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Firewood performance can differ from one tree species to the next. The type of tree you use for burning can vary widely in heat content, burning characteristics, and overall quality. I have created a table that provides several important burning characteristics for most species used in North America.

A common tree's heating potential can be determined by looking at its wood density and the amount of energy it can produce, usually measured in British Thermal Units or BTUs. I list these facts as well as the wood's ability to retain coals overnight.

Comments

January 19, 2009 at 9:11 am
(1) mark says:

Steve..Never found the list of BTU’s that you mention in the promo paragraph…Have already missed something????

January 19, 2009 at 9:53 am
(2) Curt says:

Click on the headline link to see the whole article, including the table

January 19, 2009 at 6:45 pm
(3) forestry says:

Hi Mark and Curt!

Curt is correct that you have to hyperlink from the headline to the article. Even when you get to the article, you have to drop below the ads to see the table.

I hate the intrusive ads but they pay the bills.

January 21, 2009 at 8:13 pm
(4) gerry says:

what about magnolia wood?

February 17, 2009 at 2:06 am
(5) Nash says:

Hi Steve!

I have been subscribing in your daily email on my email address. As a Professional Forester, I am really concerned about the destruction of the environment especially here in our country-the Philippines. Sadly, I am currently UNEMPLOYED due to the NO-HIRING POLICY of our government as of now.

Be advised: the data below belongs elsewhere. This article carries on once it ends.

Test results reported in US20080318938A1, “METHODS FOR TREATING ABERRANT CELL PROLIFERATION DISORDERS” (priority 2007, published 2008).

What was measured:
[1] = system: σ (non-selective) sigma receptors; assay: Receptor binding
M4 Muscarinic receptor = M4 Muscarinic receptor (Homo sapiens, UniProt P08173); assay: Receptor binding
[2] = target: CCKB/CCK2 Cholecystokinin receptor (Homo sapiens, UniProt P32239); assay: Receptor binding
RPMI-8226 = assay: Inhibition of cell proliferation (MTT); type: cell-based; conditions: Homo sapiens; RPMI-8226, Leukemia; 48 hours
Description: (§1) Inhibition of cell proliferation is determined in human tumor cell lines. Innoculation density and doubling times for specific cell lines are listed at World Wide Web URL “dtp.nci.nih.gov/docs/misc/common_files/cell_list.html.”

Hopefully, you could give us Unemployed Foresters like me SEMINARS/TRAININGS regarding Forestry for us to be more competitive. Thank You and More Power!

Best regards,
Forester Nash (email add: mc_nsh@yahoo.com)

November 29, 2009 at 8:00 am
(6) Scott Ball says:

I am new to cutting wood and am just now learning the different types of wood and characteristics. The info on this site is very helpful. I started cutting the other day and ran across a tree the bark was similar to locust or yellow poplar, but it had a pink center when I cut into it. I know it wasn’t cedar. I think it is a type of cherry. Any ideas what it could be for future reference?

January 30, 2010 at 9:34 pm
(7) Phorester says:

Scott,

Come into the forum on this site (click on “My forum” underneath Steve’s magnificient picture). There you can leave a message and post pictures of the wood and we might be able to identify it for you.

February 1, 2010 at 2:00 pm
(8) mike house says:

good stuff i look foward to news letter a always go over news with my grandsons good teaching add–i also share with my friends in the wood business —keep them coming —have a great day

February 1, 2010 at 3:47 pm
(9) mike house says:

how about info on cooking wood —say mesquite vs almond wood etc —cooking wood vs charcoal briquets etc

May 18, 2011 at 9:55 am
(10) Curt says:

Lolz! my name is Curt!!!

August 3, 2012 at 7:24 pm
(11) jim says:

Does privet make good firewood?

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